"Is your name Pierre?" I asked. He nodded and looked at me quizzically. "You paced so-and-so in 2009, and they made a movie about it." I had purchased 100 Miles to 40 at Zombie Runner in Palo Alto and devoured the footage from the race. Pierre's influence on the runner made for some entertaining research. We talked about his experience in the race, and how 2014 Western States would be a first for both of us.
I looked and looked but somehow missed sighting the Devil's Thumb formation. I reached the flat campground in about 40 minutes. A short jog to Deadwood Pump Aid Station felt good, and I refilled my two bottles with ice water and Tailwind. I put ice water in the pack and ate a couple slices of banana with peanut butter before heading out along Deadwood Ridge. I tried to imagine the hustle and bustle these woods would have held 150 years ago. Gone are the structures, roads and people. Save for a few rusting relics of industry, an occasional cemetery and historical signage there is no trace of civilization. I hope to fill my head with more history of the area before the race.
I met up with a runner named Mike as we investigated the Deadwood Cemetery, which was devoid of gravestones. Mike finished the race in 2010 and was willing to tell me stories as we cruised the long descent into EL Dorado Canyon. This stretch was runnable and went on and on to the point where I was wishing for a climb! The lower sections became more technical, and by the time I reached EL Dorado Creek I was ready for another soak in the cool water. The swimming hole under the footbridge was full of runners relaxing and trading stories. Butterflies flocked to one man in particular, resting on his hands and shoulders. I began considering an extended stay in the creek, but decided instead to attack the climb to Michigan Bluff. Ann was at the aid station there, and I wanted to give her an update on my day.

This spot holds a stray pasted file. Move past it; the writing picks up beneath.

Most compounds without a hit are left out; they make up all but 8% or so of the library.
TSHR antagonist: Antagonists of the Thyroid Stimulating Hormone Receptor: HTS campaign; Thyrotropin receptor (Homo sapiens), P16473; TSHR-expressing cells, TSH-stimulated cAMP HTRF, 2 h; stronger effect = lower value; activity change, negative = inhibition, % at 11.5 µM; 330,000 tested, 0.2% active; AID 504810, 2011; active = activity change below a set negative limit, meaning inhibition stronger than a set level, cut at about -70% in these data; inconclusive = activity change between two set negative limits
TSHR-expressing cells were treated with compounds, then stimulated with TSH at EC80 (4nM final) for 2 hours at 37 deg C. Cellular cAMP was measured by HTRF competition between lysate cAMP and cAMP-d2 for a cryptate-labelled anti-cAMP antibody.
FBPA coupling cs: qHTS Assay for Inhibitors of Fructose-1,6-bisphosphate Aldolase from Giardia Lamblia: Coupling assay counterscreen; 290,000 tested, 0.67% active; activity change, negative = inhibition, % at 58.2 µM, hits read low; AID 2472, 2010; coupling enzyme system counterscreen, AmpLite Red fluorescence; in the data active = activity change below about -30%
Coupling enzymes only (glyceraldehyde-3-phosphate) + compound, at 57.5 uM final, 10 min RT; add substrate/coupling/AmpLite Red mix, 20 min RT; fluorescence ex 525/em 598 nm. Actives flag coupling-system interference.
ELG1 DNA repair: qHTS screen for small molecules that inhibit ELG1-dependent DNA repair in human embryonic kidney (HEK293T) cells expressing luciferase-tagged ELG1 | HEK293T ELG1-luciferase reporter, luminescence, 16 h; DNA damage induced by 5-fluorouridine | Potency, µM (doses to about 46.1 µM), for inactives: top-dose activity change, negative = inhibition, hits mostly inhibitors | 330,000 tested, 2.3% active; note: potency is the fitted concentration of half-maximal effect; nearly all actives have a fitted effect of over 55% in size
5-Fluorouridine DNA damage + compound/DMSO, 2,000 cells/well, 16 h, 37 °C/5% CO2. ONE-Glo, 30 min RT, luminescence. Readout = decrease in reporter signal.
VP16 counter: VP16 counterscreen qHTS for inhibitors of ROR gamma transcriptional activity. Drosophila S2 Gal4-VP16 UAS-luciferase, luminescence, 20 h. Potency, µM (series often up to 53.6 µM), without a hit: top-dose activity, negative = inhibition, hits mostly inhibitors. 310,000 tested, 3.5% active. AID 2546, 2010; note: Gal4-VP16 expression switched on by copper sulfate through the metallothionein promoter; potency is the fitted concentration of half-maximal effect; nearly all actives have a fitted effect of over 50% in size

|The "spa" at El Dorado Creek|
While longer than Devil's Thumb, the climb to Michigan Bluff is at a lower grade. I hustled up the trail, occasionally surprised by a runnable section. The pine forest gave way to manzanita bushes, resulting in abundant sunshine over the last third of the climb. At the aid station Ann helped me get my pack squared away with ice water and gave counsel. I was tired, but had no complaints. As I ran up the road towards Volcano Canyon I heard the slosh of ice water in a bottle behind me. I turned to greet the runner, and it happened to be 11-time finisher Bruce Labelle. He had run from Foresthill to Michigan Bluff that morning and worked the aid station for a few hours before returning to Foresthill. We ran together for a couple of miles as I quizzed him on the course and race day strategies. He is faster than me on a bad day, and I was fighting to keep up with him on my marathon-weary legs. He bounded up to the next group of folks, and then the next.
Volcano Canyon came and went, and the climb to Foresthill was tame in comparison to the canyons. It took me less than eight hours to run the stretch, and I was not hurrying by any means. I was looking at 20 miles the next day, and the day after that. No need to push too hard. I felt good about the day, and hurried home to Twirly after getting those much-needed recovery calories and hydration squared away.